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New York Wants to Hold Your Permits Hostage: How pending New York legislation threatens Fast Food Employers in New York City

On September 19, 2022, the New York City Council committee held a hearing on two bills that would amend the Fair Workweek and Just Cause Laws (FWW) (the law that addresses providing advanced notice of scheduling in certain industries, among other things)and Earned Safe and Sick Time Act (ESTA). The two bills, Int. No. 613 and Int. No. 640, increase penalties and add training requirements to the FWW and ESTA. 

Int. No. 613

Int. No. 613 would increase penalties for Fair Workweek and Just Cause Law (FWW) violations. The proposed bill doubles civil penalties, gives employees severance pay, and allows the Department of Health and Mental Hygiene (DOHM) to revoke permits. Specifically, the bill adds the following requirements:

  • The bill increases civil penalties from:
  • $750 to $1,500 for a second violation
    • $1,000 to $2,000 for additional violations; and
    • $15,000 to $30,000 for a pattern or practice of violations.
  • The bill gives the DCWP Commissioner authority to direct DOHM to revoke, deny, or refuse to renew a food service establishment permit in the following instances:
    • Employer failed to pay an ordered fine or penalty for violating FWW;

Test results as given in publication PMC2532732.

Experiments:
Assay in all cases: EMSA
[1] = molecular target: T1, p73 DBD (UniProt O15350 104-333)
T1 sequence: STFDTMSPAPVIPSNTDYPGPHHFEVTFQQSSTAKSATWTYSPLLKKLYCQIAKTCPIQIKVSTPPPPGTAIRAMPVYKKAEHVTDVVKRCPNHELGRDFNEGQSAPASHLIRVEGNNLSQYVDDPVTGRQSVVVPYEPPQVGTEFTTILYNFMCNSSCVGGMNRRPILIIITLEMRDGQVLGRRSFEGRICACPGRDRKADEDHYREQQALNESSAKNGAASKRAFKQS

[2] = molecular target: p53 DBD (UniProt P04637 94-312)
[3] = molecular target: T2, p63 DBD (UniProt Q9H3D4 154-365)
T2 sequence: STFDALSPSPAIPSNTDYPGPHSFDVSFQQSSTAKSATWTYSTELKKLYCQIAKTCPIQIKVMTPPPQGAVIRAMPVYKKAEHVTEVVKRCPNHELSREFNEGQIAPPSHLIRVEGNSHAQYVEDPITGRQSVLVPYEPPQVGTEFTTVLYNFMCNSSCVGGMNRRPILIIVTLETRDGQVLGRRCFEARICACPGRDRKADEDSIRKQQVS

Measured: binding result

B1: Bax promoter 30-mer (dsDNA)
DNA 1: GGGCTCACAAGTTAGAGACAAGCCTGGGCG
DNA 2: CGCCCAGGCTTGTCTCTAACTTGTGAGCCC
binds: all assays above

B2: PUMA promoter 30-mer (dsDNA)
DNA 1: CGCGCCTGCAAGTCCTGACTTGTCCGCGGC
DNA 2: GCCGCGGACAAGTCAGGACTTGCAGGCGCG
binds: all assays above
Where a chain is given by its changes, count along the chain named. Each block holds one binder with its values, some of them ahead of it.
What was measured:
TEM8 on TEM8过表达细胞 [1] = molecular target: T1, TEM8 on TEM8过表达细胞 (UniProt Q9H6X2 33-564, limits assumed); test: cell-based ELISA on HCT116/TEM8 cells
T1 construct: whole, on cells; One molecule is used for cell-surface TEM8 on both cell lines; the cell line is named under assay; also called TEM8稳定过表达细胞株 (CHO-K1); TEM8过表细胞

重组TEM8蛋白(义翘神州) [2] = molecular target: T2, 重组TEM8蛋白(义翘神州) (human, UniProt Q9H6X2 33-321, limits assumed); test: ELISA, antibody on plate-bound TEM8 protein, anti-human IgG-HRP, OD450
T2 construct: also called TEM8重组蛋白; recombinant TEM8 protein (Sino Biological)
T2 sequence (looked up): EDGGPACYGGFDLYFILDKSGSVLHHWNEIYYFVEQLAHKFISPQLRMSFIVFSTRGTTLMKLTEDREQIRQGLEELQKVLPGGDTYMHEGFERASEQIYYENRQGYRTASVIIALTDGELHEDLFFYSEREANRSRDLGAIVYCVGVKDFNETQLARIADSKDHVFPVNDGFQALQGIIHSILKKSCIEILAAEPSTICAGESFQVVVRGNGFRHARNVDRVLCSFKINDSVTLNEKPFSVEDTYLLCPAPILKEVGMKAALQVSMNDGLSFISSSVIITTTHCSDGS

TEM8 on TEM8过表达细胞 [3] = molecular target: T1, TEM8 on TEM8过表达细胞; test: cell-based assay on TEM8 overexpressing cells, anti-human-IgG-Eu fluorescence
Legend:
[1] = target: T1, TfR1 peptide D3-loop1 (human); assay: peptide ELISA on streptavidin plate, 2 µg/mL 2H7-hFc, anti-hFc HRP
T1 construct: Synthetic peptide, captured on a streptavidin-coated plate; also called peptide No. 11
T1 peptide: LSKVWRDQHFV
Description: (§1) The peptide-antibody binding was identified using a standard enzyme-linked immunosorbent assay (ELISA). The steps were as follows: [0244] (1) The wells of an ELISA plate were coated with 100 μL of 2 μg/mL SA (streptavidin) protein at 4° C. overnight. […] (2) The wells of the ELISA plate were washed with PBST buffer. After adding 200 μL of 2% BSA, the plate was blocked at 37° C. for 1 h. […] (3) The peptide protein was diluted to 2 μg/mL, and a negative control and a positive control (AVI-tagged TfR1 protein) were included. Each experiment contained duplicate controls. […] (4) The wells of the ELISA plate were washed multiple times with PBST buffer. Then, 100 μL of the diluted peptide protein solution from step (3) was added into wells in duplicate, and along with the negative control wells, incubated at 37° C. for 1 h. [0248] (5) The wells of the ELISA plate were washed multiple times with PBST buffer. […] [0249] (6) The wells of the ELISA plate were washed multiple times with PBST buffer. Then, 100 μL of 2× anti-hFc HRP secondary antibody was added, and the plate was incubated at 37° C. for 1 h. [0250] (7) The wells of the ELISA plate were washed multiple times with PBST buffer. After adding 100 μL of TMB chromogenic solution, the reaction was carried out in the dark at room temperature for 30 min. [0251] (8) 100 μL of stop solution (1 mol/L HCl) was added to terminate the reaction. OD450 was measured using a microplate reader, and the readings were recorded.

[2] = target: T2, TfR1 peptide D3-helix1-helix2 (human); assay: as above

• Employer engaged in a practice or pattern of violations; or
    • Employer has paid over $500,000 in FWW or ESTA violations over a three-year period.
  • When an employer is not operating due to violations of FWW or ESTA, the bill mandates employers to provide 14-days of severance pay. It is unclear whether the 14 days is 14 fully paid days or the pay that would have actually been earned during 14-days of operation.

Int. No. 640

Int. No. 640 would require employers provide a two-hour training on fast food worker rights provided under the FWW. Additionally, the proposed bill will require employers to make their staff available within 45 days for training by DCWP. The bill requires employers to compensate their employees during any training periods held by DCWP.

Concluding Thoughts

The impending severe penalties make strict adherence to FWW all the more important. New York City Fast Food Employers should ensure their management is trained on the requirements of FWW. Additionally, employers should review and implement procedures that adhere to the FWW.

Brody and Associates regularly advises management on complying with the latest local, state and federal employment laws.  If we can be of assistance in this area, please contact us at info@brodyandassociates.com or 203.454.0560